The challenge is transforming our cyber security position from a basic one, to a more mature model whilst doing so in a timeframe that avoids obsolescence. As the aviation industry increasingly delivers and receives services via digital channels, Cyber Security by design and by default is a requirement. This is a core concept in transforming business in a rapidly changing environment.

Cyber resilience

In the 2018 KPMG CEO Outlook report ‘Disrupt and Grow,’ almost half of the CEOs consulted (56 percent), believe they need to do more to combat cyber security ‘fatigue’ in their organisation.

The apparent failure to explicitly identify and manage risks around cyber security, whilst noting the need to embrace emerging technology, might suggest a potential misdirection of effort, and resources, when dealing with the risks and opportunities around the application of technology within the business environment.

It is possible that the current approach to securing our technology has not fully lived up to expectations and that no magic bullet or box exists to solve the end to end multidirectional attack vectors employed with ever more efficiency and effectiveness by the modern cyber-criminal.

Cyber security professionals have repeated the “defence in depth” mantra for well over a decade, and the current theme is focussed on the people, process and technology aspects within the cyber ecosystem.

Evolving from those traditional models is a different way of considering the overall approach to securing our assets, designed to reduce the risk of a “hit” whichever direction it comes from - this approach is called Cyber Resilience.

Cyber resilience is being able to prepare for, withstand, rapidly recover and learn from deliberate attacks or accidental events online. Cyber security is a key element resilience, but cyber resilient organisations recognise that operating safely in a digital environment goes far beyond just purely technical measures. By building an end to end understanding of cyber risks and threats, and aligning them to business objectives, they are able to take the appropriate measures to protect their digital assets and maximise the opportunities available online.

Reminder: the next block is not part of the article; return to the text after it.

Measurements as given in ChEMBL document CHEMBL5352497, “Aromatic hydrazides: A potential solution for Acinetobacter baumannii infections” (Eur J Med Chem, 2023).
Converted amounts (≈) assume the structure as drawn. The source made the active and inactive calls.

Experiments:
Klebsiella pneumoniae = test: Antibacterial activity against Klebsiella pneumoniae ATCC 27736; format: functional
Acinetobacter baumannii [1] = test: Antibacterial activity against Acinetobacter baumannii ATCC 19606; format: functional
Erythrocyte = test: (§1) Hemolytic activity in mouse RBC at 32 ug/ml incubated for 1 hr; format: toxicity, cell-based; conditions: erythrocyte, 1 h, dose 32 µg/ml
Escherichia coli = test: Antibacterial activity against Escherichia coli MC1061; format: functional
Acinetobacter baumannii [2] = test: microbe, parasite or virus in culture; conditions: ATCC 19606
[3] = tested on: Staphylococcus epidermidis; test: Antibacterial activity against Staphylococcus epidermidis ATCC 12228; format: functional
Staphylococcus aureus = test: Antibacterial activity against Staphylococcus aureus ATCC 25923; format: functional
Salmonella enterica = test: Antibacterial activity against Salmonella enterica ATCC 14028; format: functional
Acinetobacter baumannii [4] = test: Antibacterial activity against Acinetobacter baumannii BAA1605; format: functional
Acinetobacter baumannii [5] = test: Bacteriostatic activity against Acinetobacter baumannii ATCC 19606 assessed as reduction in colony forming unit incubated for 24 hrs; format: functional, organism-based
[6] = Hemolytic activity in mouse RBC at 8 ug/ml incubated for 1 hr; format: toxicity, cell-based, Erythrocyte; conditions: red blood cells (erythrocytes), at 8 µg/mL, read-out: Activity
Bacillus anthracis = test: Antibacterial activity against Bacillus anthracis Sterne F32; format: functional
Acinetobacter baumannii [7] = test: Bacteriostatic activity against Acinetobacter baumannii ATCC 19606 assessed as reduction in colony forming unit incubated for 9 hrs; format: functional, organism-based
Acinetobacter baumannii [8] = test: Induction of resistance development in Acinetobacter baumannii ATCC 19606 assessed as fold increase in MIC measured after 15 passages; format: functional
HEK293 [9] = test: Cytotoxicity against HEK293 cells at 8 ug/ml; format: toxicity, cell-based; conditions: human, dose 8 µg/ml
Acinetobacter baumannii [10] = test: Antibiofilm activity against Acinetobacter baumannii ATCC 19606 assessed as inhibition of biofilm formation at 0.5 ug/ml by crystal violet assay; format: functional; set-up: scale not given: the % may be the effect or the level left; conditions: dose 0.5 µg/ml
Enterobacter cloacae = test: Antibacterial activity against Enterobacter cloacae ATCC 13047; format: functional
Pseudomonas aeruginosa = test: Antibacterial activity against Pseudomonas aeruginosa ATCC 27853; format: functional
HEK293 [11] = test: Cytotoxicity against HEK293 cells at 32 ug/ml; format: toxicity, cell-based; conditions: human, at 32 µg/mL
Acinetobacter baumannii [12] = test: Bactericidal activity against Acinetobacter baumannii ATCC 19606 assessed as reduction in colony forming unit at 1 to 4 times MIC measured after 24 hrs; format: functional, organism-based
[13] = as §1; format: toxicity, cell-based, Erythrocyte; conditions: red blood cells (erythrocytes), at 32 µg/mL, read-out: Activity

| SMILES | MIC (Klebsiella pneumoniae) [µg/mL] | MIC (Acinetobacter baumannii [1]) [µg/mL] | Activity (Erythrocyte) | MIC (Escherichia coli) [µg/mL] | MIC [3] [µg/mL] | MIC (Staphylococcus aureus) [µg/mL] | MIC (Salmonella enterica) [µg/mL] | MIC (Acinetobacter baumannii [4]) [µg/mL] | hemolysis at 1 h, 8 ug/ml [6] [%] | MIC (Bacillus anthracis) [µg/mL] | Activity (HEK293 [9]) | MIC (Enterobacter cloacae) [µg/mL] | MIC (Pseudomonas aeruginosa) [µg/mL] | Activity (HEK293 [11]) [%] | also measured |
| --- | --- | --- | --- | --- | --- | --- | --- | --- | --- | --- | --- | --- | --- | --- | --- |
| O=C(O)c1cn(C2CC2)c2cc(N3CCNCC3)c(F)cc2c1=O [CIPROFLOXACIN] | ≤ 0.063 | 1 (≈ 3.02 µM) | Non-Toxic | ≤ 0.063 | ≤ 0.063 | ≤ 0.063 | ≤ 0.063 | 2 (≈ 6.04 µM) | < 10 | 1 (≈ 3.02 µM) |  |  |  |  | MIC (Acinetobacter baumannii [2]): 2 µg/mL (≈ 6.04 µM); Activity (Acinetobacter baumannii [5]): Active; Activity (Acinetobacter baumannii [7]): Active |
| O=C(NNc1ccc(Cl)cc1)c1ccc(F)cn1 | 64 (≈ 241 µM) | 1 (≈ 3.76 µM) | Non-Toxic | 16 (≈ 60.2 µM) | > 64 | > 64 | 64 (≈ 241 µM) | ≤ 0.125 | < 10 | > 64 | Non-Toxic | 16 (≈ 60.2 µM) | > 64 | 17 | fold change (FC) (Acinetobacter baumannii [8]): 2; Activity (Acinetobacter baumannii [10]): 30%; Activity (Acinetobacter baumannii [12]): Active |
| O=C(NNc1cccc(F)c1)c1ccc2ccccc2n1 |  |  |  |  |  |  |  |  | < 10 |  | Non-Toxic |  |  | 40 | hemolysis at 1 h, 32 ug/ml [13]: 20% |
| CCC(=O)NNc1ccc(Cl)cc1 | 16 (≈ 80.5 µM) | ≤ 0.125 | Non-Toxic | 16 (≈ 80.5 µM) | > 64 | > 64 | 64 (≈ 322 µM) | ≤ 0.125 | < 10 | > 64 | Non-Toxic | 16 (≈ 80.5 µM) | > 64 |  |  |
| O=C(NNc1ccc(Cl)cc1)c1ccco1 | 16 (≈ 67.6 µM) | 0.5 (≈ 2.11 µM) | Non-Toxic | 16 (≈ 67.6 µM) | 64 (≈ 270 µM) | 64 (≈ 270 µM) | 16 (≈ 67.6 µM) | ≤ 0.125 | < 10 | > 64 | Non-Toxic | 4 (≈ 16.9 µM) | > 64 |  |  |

Cyber Resilience also creates opportunities to increase the security awareness of staff, management and the board to reduce their riskier behavioural elements; creating a clear line of sight between business objectives, and Digital Strategy and Cyber Security implementation.

The questions lessors have asked is how can I implement cyber resilience in practice?

In practice

Cyber resilience is a process of continual refinement and relies on organisations understanding the quantity, sensitivity and location of the assets to protect. The new General Data Protection Regulation (GDPR), effective from 25th May 2018, has mandated this approach to information asset management on EU Citizens personal information. Our experience with aviation leasing clients in implementing processes to support GDPR highlighted the effort required to meet basic compliance; but the result, a much stronger position with regard to their data management and protection of information assets. A similar approach to cyber resilience is required.

The process for achieving cyber resilience is framework containing five pillars: identify, protect, detect, respond, and recover. You evaluate each pillar against your organisation’s cyber security strategy to reduce the risk of adopting a static security posture in an ever evolving threat landscape; and ensure that business rules continue to be applied in the way they were designed, via the use of technology.